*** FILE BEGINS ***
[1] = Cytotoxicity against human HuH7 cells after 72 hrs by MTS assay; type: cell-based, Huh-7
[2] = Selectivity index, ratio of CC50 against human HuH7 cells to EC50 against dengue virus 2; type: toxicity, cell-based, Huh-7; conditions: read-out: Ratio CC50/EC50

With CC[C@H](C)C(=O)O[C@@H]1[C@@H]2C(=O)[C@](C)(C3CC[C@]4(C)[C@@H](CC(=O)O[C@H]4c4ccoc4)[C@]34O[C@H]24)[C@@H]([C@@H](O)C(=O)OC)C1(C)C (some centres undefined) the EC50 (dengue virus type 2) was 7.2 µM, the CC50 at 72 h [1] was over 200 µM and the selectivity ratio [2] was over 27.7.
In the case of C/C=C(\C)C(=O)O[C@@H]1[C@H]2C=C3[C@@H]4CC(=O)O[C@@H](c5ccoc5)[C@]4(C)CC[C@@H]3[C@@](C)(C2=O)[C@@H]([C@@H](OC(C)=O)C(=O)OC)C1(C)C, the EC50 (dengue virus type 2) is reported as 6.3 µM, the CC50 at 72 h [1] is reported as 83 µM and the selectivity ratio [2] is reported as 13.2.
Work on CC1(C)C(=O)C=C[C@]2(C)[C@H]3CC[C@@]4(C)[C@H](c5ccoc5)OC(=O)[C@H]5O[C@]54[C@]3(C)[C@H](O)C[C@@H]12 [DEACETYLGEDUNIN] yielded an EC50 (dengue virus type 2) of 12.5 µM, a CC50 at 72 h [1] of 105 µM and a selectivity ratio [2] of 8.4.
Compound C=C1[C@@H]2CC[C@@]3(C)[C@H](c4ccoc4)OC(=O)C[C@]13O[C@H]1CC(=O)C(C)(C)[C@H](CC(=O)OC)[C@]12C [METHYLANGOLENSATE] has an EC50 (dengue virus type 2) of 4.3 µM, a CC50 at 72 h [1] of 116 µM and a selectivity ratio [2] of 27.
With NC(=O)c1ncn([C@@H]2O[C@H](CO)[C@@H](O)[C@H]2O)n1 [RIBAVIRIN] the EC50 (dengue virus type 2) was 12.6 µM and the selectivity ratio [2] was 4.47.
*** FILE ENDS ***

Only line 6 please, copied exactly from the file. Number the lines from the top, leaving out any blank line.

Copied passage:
Compound C=C1[C@@H]2CC[C@@]3(C)[C@H](c4ccoc4)OC(=O)C[C@]13O[C@H]1CC(=O)C(C)(C)[C@H](CC(=O)OC)[C@]12C [METHYLANGOLENSATE] has an EC50 (dengue virus type 2) of 4.3 µM, a CC50 at 72 h [1] of 116 µM and a selectivity ratio [2] of 27.